CASA volunteers are appointed by judges to watch over and advocate for abused and neglected children who are in foster care.

*Editor’s Note: This story is an installment in a 13-week series highlighting volunteers and organizations that benefit from United Way funding in the Hannibal area.

Brenda Juette, from Palmyra, believes that people need to quit complaining about things they don’t like and do something. She lives out the United Way of the Mark Twain Area’s motto to “Be the Change,” by being a Court Appointed Special Advocate (CASA) volunteer.

Juette has always loved children. Her love and passion, along with faith, led her to become a CASA volunteer.

“God was putting this in my path,” said Juette.

Juette explained that every time she turned on the TV there was an advertisement for CASA. Unsure exactly of what CASA was, but being drawn to the program, she asked 10th Circuit Presiding Judge Rachel Bringer Shepherd during a Bible Study about the program. Judge Shepherd enlightened Juette.

CASA volunteers are appointed by judges to watch over and advocate for abused and neglected children who are in foster care. CASA volunteers ensure a child’s needs are met. They are an extra support person for children in addition to case workers, counselors, and foster parents. A CASA volunteer is active with the child’s court case until it is closed and the child is placed in a safe, permanent home. For many abused and neglected children, their CASA volunteer is the only constant adult in their lives.

Juette and a group of friends all involved in the Faith and Fitness group at the Palmyra United Methodist Church stepped up to become CASA volunteers.

“We all went through the training together. It was good to have a group of friends to do this with and leverage for support,” explained Juette.

After the training, Juette was assigned to a family’s case. The family Juette works with has several children. She meets with those children, makes a connection with them to ensure their physical, emotional, psychological, and educational needs are being met.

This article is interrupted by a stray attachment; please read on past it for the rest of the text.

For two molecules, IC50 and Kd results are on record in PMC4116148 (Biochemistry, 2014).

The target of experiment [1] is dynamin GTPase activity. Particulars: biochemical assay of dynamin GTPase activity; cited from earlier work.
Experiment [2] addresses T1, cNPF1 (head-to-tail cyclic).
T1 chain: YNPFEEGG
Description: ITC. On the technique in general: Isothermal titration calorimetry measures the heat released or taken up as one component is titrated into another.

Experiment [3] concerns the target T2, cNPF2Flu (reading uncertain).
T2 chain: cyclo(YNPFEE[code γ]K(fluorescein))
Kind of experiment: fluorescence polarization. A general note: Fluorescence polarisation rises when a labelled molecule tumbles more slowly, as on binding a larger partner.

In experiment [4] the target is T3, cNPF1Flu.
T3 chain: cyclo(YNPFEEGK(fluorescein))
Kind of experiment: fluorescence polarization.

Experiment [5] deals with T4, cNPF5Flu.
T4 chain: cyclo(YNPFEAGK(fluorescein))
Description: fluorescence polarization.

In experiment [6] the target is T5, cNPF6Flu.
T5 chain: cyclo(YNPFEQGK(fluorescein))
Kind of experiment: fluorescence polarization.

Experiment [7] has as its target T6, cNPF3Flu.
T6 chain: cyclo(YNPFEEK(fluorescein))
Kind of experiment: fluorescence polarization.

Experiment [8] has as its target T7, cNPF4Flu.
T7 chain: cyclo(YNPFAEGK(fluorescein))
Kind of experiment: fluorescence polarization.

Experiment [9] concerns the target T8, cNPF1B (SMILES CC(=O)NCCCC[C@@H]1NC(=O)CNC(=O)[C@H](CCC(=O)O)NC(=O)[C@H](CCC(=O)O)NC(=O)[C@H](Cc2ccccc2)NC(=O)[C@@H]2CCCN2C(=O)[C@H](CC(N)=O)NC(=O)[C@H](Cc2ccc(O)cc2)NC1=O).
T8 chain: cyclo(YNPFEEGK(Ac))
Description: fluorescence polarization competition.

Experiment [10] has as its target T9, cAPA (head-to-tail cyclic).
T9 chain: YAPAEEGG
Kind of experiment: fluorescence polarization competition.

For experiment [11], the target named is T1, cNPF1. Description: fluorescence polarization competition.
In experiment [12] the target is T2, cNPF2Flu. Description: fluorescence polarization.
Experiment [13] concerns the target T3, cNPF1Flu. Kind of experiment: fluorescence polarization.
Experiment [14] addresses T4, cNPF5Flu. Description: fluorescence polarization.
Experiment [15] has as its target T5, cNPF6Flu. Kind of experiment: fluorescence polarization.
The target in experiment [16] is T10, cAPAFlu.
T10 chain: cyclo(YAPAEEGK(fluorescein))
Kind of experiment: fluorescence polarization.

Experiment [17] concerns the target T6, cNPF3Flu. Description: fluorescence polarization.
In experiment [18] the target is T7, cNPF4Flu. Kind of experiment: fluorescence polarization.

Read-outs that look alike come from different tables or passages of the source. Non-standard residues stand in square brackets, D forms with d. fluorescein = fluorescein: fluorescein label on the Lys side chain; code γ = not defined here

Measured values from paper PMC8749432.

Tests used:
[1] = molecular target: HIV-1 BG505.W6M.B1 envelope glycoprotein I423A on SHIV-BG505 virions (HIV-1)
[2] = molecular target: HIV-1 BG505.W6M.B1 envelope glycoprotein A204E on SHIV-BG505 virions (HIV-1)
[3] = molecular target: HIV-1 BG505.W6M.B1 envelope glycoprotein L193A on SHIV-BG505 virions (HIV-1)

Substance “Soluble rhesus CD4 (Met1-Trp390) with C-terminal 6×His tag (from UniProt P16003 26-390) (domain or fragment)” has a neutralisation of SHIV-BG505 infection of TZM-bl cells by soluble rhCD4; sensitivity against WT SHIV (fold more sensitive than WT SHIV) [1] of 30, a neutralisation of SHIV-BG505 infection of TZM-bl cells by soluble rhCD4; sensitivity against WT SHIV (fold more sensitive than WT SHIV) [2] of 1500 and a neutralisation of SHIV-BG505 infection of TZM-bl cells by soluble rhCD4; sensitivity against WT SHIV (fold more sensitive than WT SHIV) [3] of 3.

She takes notes when meeting with the children and types up a court report. During court proceedings, Juette acts as the voice for the children.

“As a CASA advocate it is my job to be there to support the children and plead their case,” she said.

The children, now in several foster care homes, have grown because of Juette’s efforts.

“One child did not speak, now the child is talking,” said Juette.

She has been assigned to this court case for 16 months and has been there as the children have transitioned through several foster care homes and several case workers.

Juette spends about ten hours a month on her duties as a CASA volunteer. Though challenging and at times frustrating, Juette says she values her position as a CASA volunteer.

“Brenda is a dedicated volunteer who cares deeply about the children she serves,” explained Sarah Conner, CASA Program Director. Conner encourages individuals to consider becoming CASA advocates.

In the 10th Circuit, which includes Marion, Monroe, and Ralls Counties, there are currently 19 active CASA volunteers who work with 37 children.

In these counties, there are over 240 children in foster care and that number continues to grow. Every child in foster care could use a CASA volunteer to be the voice for them in the court system.

CASA, a United Way Agency, equips individuals with a way to “Be the Change.” To learn more about the United Way visit http://unitedwayMTA.org/.

Denise Damron is the Executive Director of the United Way of the Mark Twain Area.